S4-18.5 – Allied Health Professionals and Patient Identification in Endocrinology Clinics

S4-18.5 - Allied Health Professionals and Patient Identification in Endocrinology Clinics
Cyrielle Caussy and the Surfers explore final thoughts on identifying NAFLD/NASH patients earlier on in endocrinology settings and the role of allied health professionals in making this possible. Finally, each panelist is asked what they would do if they had a magic wand to touch one thing in their hospital to make a change.

As part of our ongoing dialogue around clinical care pathways and the complex of metabolic diseases, SurfingNASH dedicates a session to focus on the key relationship and interplay between endocrinology and hepatology.

This topic rings familiar in the Rising Tide series, our podcast for frontline education, where Ken Cusi often notes the need for endocrinologists to become comfortable diagnosing Fatty Liver disease (and prescribing pioglitazone) and for hepatologists to become more comfortable prescribing GLP-1s. To expand on these critical ideas with the SurfingNASH community, Jörn Schattenberg, Louise Campbell and Roger Green are joined by Cyrielle Caussy, Professor of Nutrition and Endocrinologist-Diabetologist at Lyon 1 University and Lyon South Hospital, Hospices Civils de Lyon (France). Cyrielle is an expert in the clinical care of metabolic disease, including type 2 diabetes, obesity and NAFLD, and she is leading a clinical and research program focused on metabolic liver disease at the Lyon Hepatology Institute.

This conversation begins with Jörn concurring with Cyrielle’s statement about the importance of regular interaction and communication. Roger also agrees before asking Jörn for what he considers to be key in getting liver patients picked up earlier by endocrinologists, primary care or even gastroenterologists. Jörn replies that this specific health system pathway will matter, but the role of nurse practitioners will be the key. He also emphasizes the importance of offering better information to patients. Finally, he says we need to stress that there are things physicians can do with these patients and this will become easier to discuss once drugs have been approved. Louise notes that this aligns with her focus on the role of allied health providers. She goes on to comment on the value of VCTE in identifying disease in all kinds of different patients. Jörn adds that at least once a week he is asked to consult on a patient whose unrelated surgery led to a decompensating cirrhotic event. As the session winds down, Roger asks the panelists what they would do if they had a magic wand to touch one thing in their hospital to make a change. Listen on to hear their varying and surprising answers.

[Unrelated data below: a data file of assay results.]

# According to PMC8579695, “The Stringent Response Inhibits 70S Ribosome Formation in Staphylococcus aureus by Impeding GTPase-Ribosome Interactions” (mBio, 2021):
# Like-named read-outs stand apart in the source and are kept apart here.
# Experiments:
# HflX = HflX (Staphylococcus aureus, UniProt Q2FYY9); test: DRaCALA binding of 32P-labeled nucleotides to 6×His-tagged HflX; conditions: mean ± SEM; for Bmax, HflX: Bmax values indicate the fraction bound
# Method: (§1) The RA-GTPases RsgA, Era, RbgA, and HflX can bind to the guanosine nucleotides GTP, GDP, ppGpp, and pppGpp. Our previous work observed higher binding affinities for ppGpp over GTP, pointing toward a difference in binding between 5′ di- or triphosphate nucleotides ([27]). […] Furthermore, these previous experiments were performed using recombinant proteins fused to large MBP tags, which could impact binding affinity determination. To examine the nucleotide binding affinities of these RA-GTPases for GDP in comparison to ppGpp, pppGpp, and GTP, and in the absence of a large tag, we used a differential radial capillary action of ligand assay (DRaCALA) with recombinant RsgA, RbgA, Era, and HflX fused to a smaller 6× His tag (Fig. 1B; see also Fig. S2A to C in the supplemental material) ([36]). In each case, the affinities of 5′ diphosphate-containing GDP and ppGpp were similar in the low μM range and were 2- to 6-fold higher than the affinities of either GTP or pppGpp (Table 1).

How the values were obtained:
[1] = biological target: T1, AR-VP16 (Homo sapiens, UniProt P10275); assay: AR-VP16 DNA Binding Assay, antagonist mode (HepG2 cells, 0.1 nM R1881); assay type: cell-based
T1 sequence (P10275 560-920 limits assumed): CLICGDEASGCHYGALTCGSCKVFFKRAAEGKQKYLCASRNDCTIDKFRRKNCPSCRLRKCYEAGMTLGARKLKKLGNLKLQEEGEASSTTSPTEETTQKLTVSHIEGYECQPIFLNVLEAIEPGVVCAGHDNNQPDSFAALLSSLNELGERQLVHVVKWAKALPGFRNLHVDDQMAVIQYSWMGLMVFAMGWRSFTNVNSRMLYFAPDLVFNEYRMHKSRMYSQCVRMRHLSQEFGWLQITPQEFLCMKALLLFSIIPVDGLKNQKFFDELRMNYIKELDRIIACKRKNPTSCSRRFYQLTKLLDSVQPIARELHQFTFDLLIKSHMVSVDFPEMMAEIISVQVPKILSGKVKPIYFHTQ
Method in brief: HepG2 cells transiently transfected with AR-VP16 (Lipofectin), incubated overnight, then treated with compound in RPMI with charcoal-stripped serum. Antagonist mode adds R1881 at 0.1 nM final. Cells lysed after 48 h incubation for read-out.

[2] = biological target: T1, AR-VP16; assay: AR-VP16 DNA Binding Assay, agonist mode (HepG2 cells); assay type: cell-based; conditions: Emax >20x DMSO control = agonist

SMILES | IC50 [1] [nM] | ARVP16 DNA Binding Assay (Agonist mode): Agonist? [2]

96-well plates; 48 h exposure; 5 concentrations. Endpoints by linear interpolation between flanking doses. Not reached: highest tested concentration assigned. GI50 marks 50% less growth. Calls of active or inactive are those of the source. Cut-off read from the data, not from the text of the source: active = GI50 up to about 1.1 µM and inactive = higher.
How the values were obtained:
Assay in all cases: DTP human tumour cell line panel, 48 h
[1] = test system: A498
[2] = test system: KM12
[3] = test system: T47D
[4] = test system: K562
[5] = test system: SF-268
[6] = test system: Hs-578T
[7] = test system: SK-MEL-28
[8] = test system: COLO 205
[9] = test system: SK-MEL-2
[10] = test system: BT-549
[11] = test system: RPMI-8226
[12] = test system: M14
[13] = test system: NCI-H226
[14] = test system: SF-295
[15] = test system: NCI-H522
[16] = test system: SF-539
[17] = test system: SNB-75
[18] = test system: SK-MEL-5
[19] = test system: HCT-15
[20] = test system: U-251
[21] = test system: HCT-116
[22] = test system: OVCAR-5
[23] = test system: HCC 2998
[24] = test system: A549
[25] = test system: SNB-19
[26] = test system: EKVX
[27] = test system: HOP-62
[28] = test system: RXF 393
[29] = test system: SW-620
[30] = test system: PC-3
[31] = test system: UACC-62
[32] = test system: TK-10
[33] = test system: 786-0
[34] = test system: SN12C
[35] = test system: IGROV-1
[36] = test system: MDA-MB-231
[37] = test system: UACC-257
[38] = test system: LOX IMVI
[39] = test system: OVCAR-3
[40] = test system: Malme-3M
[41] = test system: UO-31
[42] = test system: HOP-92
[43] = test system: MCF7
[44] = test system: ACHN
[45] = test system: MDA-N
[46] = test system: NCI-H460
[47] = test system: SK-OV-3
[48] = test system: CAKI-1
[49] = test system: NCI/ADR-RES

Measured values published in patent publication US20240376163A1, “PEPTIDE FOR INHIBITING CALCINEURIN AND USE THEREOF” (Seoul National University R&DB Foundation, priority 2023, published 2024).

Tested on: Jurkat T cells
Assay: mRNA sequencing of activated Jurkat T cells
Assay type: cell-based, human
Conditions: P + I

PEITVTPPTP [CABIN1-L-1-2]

If you enjoy the episode, have questions or interest around endocrinology and Fatty Liver disease, we kindly ask that you submit reviews wherever you download the discourse. Alternatively, you can write to us directly at questions@SurfingNASH.com.

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Sponsoring partnerships with SurfingMASH present a multifaceted avenue for companies seeking to amplify their brand presence and engage with targeted audiences.